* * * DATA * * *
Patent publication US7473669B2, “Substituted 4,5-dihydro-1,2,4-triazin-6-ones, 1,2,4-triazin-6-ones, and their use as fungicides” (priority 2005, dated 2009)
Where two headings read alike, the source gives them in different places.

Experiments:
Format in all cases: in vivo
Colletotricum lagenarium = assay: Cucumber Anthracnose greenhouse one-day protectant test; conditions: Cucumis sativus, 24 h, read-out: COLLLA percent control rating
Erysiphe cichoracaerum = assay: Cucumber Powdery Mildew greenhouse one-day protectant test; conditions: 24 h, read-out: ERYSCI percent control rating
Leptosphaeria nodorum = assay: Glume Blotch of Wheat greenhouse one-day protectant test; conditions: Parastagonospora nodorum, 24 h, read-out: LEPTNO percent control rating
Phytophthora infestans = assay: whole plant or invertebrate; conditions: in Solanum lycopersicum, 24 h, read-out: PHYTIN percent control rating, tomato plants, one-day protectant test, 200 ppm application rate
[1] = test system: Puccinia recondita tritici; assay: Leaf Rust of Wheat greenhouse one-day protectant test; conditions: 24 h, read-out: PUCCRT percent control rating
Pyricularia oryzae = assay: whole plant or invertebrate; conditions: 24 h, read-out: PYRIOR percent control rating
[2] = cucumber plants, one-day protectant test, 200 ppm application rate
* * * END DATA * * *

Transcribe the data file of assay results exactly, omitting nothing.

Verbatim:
Patent publication US7473669B2, “Substituted 4,5-dihydro-1,2,4-triazin-6-ones, 1,2,4-triazin-6-ones, and their use as fungicides” (priority 2005, dated 2009)
Where two headings read alike, the source gives them in different places.

Experiments:
Format in all cases: in vivo
Colletotricum lagenarium = assay: Cucumber Anthracnose greenhouse one-day protectant test; conditions: Cucumis sativus, 24 h, read-out: COLLLA percent control rating
Erysiphe cichoracaerum = assay: Cucumber Powdery Mildew greenhouse one-day protectant test; conditions: 24 h, read-out: ERYSCI percent control rating
Leptosphaeria nodorum = assay: Glume Blotch of Wheat greenhouse one-day protectant test; conditions: Parastagonospora nodorum, 24 h, read-out: LEPTNO percent control rating
Phytophthora infestans = assay: whole plant or invertebrate; conditions: in Solanum lycopersicum, 24 h, read-out: PHYTIN percent control rating, tomato plants, one-day protectant test, 200 ppm application rate
[1] = test system: Puccinia recondita tritici; assay: Leaf Rust of Wheat greenhouse one-day protectant test; conditions: 24 h, read-out: PUCCRT percent control rating
Pyricularia oryzae = assay: whole plant or invertebrate; conditions: 24 h, read-out: PYRIOR percent control rating
[2] = cucumber plants, one-day protectant test, 200 ppm application rate